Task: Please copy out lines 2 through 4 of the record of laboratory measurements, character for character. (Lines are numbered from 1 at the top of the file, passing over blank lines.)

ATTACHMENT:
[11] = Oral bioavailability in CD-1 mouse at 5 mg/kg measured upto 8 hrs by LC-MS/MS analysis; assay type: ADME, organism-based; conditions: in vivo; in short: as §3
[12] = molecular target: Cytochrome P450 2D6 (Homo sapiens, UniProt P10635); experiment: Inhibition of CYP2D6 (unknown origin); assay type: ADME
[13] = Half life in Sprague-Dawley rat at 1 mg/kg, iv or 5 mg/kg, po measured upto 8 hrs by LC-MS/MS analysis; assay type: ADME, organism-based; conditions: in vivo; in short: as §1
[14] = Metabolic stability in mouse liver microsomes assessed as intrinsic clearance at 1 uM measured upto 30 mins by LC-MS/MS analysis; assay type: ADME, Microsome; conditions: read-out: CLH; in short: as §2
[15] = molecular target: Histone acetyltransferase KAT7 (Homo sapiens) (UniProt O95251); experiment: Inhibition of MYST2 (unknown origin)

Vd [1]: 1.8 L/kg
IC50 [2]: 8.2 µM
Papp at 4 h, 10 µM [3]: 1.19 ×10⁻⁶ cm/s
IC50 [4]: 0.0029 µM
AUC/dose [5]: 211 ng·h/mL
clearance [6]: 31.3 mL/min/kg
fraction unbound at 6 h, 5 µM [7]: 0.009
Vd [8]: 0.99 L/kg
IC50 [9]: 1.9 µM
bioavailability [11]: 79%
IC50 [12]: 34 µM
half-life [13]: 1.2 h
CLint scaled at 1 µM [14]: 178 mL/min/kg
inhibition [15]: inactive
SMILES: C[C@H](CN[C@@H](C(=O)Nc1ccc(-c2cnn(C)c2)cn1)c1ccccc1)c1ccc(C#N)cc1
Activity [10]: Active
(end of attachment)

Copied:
[12] = molecular target: Cytochrome P450 2D6 (Homo sapiens, UniProt P10635); experiment: Inhibition of CYP2D6 (unknown origin); assay type: ADME
[13] = Half life in Sprague-Dawley rat at 1 mg/kg, iv or 5 mg/kg, po measured upto 8 hrs by LC-MS/MS analysis; assay type: ADME, organism-based; conditions: in vivo; in short: as §1
[14] = Metabolic stability in mouse liver microsomes assessed as intrinsic clearance at 1 uM measured upto 30 mins by LC-MS/MS analysis; assay type: ADME, Microsome; conditions: read-out: CLH; in short: as §2